Communicating in crisis

There’s really nothing to say at this point about what’s happening in the Gulf Coast. The images capture it all.

I’m always interested in how companies communicate in a crisis. While initially BP seemed to take ownership of the spill and the continued leakage and used words like “transparent” and “responsible,” they also shifted blame to the oil rig operators themselves, some of whom died. Not the best tactic and probably a fundamental reason that the CEO didn’t do many interviews after this one on May 3.

British Tony was a flop, and it appears that he was soon replaced by a new spokesperson, an American, COO Doug Suttles. In fact, on the Today Show just yesterday, Matt Lauer brought up a quote by Hayward in which he describes the environmental impact to be “very, very modest” and asks Suttles if he stands by Hayward’s depiction. Suttles, while clearly wanting to defend Hayward, is forced to admit that the damage is, and will be, significant.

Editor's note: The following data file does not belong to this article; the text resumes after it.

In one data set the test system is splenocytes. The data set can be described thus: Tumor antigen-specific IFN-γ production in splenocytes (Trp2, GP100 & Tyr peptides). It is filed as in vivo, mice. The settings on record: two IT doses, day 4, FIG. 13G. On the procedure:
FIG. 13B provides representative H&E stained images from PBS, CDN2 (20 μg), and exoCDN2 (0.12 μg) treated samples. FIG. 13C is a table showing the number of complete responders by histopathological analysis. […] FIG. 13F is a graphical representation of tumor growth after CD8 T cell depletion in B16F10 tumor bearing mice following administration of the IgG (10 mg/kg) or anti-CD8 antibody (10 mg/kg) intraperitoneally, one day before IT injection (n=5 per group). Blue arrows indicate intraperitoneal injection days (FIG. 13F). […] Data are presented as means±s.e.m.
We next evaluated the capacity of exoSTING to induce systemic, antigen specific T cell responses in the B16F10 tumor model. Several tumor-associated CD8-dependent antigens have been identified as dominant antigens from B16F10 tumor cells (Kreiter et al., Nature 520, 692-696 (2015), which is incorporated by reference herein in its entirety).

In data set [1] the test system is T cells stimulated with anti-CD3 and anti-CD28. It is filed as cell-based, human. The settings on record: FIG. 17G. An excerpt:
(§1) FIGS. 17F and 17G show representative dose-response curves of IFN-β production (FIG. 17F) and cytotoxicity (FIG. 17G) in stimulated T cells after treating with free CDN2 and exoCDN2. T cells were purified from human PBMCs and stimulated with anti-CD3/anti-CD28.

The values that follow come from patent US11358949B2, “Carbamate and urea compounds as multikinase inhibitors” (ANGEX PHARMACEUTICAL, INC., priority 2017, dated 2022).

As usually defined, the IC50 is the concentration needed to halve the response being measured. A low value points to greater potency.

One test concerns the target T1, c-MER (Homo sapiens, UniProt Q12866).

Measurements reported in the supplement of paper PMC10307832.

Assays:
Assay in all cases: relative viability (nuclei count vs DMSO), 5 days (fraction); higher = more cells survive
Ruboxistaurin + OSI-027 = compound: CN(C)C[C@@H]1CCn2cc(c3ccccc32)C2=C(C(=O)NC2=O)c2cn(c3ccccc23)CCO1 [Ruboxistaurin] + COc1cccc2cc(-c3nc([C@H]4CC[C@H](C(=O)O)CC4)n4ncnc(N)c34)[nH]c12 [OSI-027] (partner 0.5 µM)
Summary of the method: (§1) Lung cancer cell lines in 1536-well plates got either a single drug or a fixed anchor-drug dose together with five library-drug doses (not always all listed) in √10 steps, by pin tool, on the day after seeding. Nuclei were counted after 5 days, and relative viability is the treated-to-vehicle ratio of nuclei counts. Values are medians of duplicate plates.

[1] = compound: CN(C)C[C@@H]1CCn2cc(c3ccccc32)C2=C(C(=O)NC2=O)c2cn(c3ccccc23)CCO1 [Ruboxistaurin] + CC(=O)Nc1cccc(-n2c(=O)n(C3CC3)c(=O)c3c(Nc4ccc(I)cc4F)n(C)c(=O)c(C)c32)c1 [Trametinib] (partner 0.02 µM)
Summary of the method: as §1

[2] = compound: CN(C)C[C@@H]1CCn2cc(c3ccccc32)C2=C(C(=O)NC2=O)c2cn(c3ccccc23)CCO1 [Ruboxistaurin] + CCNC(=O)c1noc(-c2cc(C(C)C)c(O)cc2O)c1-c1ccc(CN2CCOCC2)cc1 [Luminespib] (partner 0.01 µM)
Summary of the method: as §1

The problem really comes down to what agencies call “acceptable risks.” At some point, it was decided that an explosion and spill such as this could very well happen but that there was either a low probability for occurrence or that the costs would be relatively insignificant (compared to the benefit of such operation) . Whatever calculations were made for this scenario, there was a breakdown in the communication or simply a blatant disregard to living things. Choose one or both, and it’s still a failure.

Let’s face it, no matter what the investigation finds, the recovery to an already devastated community still reeling from Hurricane Katrina will take decades. Good PR and rhetoric cannot overcome that.